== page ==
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Consider the functions: F(x)= definite integral [1,x] of f(t)dt f(t)= definite integral [1,t^2] of (sqrt(5+u^4)/u) du Find F''(1). Use the Fundamental Theorem of Calculus

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You need to evaluate f(t), hence, you need to solve the definite integral `int_1^(t^2)(sqrt(5+u^4))/u du`  such that:

`u^4 =v => 4u^3du = dv => du = (dv)/(4u^3)`

`int (sqrt(5+u^4))/u du = int (sqrt(5+v))/u(dv)/(4u^3) `

`int (sqrt(5+v))/(4u^4) dv = (1/4)int (sqrt(5+v))/v(dv)`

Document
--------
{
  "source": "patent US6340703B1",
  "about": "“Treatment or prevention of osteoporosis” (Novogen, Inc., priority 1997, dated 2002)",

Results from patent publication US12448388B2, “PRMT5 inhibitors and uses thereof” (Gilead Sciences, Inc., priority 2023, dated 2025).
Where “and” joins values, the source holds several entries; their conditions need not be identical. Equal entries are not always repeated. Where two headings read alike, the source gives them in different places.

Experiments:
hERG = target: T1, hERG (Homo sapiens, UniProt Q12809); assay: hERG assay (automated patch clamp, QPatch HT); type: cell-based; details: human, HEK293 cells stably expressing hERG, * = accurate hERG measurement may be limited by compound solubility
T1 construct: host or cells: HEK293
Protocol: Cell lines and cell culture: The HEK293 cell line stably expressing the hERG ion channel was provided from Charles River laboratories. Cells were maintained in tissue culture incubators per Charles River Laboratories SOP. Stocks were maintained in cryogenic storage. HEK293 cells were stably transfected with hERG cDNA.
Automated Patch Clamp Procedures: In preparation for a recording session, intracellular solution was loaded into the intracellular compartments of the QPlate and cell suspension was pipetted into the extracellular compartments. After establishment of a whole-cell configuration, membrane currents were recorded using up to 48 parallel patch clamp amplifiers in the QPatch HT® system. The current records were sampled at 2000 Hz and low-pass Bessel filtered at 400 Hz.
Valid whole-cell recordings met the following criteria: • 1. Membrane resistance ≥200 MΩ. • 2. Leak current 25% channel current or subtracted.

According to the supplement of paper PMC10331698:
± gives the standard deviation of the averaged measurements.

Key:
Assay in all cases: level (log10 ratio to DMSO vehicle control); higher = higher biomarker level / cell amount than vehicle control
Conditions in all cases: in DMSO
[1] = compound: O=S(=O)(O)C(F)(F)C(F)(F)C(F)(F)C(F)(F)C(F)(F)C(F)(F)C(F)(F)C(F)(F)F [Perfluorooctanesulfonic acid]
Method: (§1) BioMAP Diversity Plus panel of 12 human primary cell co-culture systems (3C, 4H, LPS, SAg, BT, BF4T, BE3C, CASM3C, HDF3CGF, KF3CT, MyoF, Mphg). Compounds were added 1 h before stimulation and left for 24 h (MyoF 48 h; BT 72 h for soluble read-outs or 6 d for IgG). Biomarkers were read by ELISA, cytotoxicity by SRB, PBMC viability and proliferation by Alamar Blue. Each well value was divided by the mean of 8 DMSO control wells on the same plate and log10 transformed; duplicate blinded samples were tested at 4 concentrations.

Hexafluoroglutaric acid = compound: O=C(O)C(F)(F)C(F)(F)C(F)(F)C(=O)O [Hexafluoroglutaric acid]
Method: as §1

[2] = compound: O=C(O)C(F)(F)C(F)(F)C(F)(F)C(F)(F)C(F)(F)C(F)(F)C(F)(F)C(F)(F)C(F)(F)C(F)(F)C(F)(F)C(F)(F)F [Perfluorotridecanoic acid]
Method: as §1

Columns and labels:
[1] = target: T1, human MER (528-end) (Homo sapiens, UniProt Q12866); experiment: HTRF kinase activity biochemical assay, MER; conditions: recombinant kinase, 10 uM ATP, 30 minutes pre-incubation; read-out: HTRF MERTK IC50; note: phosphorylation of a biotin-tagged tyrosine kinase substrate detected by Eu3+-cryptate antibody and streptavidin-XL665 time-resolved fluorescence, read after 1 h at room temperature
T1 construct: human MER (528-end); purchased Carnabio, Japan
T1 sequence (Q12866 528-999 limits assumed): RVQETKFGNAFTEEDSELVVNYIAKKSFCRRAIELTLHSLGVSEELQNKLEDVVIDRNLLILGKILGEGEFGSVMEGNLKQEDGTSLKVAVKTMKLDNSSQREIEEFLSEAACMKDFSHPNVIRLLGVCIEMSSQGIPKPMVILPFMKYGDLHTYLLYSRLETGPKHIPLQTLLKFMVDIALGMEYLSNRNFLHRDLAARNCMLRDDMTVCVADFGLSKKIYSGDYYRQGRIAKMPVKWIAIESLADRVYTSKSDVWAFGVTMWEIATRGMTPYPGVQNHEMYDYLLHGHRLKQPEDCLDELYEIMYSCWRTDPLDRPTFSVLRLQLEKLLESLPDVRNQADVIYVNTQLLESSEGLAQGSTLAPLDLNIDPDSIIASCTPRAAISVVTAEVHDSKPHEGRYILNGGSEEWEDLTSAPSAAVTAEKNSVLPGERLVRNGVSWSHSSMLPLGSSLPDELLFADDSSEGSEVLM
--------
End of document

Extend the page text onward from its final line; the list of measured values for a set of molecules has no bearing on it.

You should consider the next substitution such that:

`sqrt(5+v) = s => s^2 = 5+v => v = s^2-5`

`1/(2sqrt(5+v))dv = ds => dv = 2sqrt(5+v)ds => dv = 2s ds`

`(1/4)int (sqrt(5+v))/v(dv) = (1/2)int s^2/(s^2-5)ds`

You need to subtract and add 5 to numerator such that:

`int (s^2-5+5)/(s^2-5)ds `

Using the property of linearity yields:

`int (s^2-5+5)/(s^2-5)ds = int (s^2-5)/(s^2-5)ds + int (5)/(s^2-5)ds `

`int (s^2-5+5)/(s^2-5)ds = int ds + 5 ln|(s-5)/(s+5)| + c`

`(1/2)int s^2/(s^2-5)ds = s/2 +...

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